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From 19 September 2004 Issue

Requiem For a Victim of Vivisection in Oregon
By Fitz-Randolph Moore

I don't know where she was born,
whether she was wild or tame.
I do know that she was a dog,
And Josephine was her name.

Maybe she was brought here
Or picked up as a stray,
But to Josephine, in Yamhill County,
Life really seemed okay.

She was checked out by a vet
Put in a clean, dry place to stay
People gave her food and water,
And a little exercise every day.

People came to the shelter,
And some took a dog or cat away.
Some came with food, toys or bones,
Some came and took her out to play.

When people came to visit,
She'd jump up on the wire,
And wag her tail furiously
To be with them was her heart's desire.

One day a man came to her,
Who patted her and said "Good dog."
She went with him from cage to cage,
And rode till she scented a river's fog.

"Oh," she thought, "this may be good -
An even better place to stay -
Maybe a family with kids -
And a great big space to play!"

The truck stopped at a pole barn
With wire all around; while
Fifty dogs barked their welcome,
She wagged her tail at the sound.

There were dogs, and bitches and pups,
Most all of them big and black.
She knew that eventually,
She would find her place in the pack.

She was fed and watered, and
Her area cleaned every day,
But she sure missed the people
Who used to take her out to play.

Over a year, a couple of times,
Josephine was caged with a dog
Who would sniff and wag his tail;
And they mated in the river's fog.

Instinct told her to have puppies,
But something wasn't right -
One afternoon, a big truck came -
Into a cage and driven into the night.

Through gates and walls and guards -
Everything but a moat -
Into a big, stinking building
Where everyone wore a white coat.

Oh, these new sights and smells
Could not mean anything good.
"Run, Run" her instinct screamed,
But there was no way she could.

Josephine smelled chemicals and illness;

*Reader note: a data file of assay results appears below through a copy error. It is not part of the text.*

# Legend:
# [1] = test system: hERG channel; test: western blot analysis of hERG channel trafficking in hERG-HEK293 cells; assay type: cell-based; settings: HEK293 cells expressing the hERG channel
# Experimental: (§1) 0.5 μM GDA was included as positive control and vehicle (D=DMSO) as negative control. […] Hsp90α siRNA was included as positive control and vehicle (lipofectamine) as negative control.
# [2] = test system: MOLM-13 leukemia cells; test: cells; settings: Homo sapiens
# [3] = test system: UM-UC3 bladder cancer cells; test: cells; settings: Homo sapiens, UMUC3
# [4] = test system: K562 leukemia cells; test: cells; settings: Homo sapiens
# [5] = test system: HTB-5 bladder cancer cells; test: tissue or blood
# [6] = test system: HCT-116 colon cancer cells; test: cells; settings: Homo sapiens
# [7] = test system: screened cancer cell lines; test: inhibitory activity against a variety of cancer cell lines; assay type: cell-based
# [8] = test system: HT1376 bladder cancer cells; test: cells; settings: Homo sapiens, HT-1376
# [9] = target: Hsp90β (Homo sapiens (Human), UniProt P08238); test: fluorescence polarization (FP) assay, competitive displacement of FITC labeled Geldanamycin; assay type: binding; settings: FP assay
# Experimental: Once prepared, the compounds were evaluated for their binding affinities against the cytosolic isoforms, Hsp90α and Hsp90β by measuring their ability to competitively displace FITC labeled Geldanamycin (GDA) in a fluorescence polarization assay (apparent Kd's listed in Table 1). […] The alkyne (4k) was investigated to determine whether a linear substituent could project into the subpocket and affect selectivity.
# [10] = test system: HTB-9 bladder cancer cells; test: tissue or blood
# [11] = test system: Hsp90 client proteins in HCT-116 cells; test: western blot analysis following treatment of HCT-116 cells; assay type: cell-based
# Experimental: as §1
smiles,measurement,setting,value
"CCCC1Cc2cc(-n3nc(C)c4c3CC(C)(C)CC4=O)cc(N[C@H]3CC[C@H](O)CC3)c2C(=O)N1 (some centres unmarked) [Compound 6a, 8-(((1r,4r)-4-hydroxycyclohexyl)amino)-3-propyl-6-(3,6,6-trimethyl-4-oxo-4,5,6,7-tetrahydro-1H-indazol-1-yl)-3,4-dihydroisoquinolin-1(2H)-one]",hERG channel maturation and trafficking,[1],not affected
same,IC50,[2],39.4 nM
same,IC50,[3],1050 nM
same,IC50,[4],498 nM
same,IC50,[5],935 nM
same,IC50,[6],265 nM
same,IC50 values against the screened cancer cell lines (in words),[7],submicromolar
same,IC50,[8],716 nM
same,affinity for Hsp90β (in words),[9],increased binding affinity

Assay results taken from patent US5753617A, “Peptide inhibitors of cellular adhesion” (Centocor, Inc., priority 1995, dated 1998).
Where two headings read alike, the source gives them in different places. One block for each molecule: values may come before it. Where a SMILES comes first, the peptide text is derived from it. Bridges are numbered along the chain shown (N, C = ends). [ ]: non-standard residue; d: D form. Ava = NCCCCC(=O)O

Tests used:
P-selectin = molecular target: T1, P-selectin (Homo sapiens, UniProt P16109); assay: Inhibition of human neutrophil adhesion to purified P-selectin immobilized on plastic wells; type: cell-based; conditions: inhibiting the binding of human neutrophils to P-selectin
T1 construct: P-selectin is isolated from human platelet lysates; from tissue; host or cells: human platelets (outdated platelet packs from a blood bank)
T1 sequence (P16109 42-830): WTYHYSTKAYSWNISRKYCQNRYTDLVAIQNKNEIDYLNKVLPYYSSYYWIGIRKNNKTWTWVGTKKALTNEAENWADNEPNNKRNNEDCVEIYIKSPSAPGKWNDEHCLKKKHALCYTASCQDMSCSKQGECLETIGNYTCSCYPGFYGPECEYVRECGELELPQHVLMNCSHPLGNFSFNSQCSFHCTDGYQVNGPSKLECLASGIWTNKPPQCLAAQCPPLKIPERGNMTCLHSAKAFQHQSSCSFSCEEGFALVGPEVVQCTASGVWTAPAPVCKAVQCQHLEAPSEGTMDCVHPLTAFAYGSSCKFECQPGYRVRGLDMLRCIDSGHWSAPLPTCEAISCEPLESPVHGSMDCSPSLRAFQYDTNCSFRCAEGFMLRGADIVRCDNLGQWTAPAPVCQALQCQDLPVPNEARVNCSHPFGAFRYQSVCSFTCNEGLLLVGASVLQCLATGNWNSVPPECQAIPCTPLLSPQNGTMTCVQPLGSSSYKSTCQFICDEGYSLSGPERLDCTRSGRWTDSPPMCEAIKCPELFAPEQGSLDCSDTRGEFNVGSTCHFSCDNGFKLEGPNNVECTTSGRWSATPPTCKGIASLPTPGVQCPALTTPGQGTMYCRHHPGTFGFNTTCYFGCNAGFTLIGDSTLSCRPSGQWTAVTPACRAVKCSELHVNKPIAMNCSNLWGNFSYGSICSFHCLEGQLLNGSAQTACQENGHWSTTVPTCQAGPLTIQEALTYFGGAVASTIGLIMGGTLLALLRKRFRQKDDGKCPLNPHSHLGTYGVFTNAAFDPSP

She sensed other animals' pain.
"What kind of place is this?;
A vet's clinic run by the insane?"

Whitecoats brought her food and water
And cleaned up her space, but
How she longed for a friendly pat
And the sight of a smiling face.

Josephine knew one thing for sure
Both the Shelter and the farm
Were far better places than this,
Where she sensed she'd come to harm.

In a room filled with bright lights,
Restraints hung from a shiny table.
As they strapped her down, Josephine
Understood as best she was able.

Josephine awoke in her cage,
With a great soreness of her jaws.
Thirsty, grateful, there was water
She slept, her sore muzzle on her paws.

Time went by, and she felt better -
Whitecoats came, and whitecoats went.
Josephine had no idea
Her life would soon be spent.

One last trip to the bright lights,
The whitecoats gathered 'round the table.
Josephine felt the straps again, trying
To comprehend as best she was able.

Josephine closed her eyes for the last time,
And the whitecoats harvested their tissue.
The mutilated corpse was incinerated, and
Whitecoats could publish in the next issue.

Thousands and thousands of Josephines,
Whether of pure or mixed breed,
All small sacrifices on the altar
Of institutional and corporate greed.

Copyright 1998, Fitz-Randolph Moore
Permission to reprint so long as copyright is attached.

(Josephine, a sixty-eight pound black and tan "hound" was sold by Richard Lee (Lee Farms) to Oregon Health Sciences University on January 15, 1998, because she wasn't a good breeder. She was two-and-a half years old when she was killed at OHSU on May 26, 1998.)

Richard Lee violated Yamhill County Animal Control laws by adopting Josephine from their shelter and then later reselling her for research.

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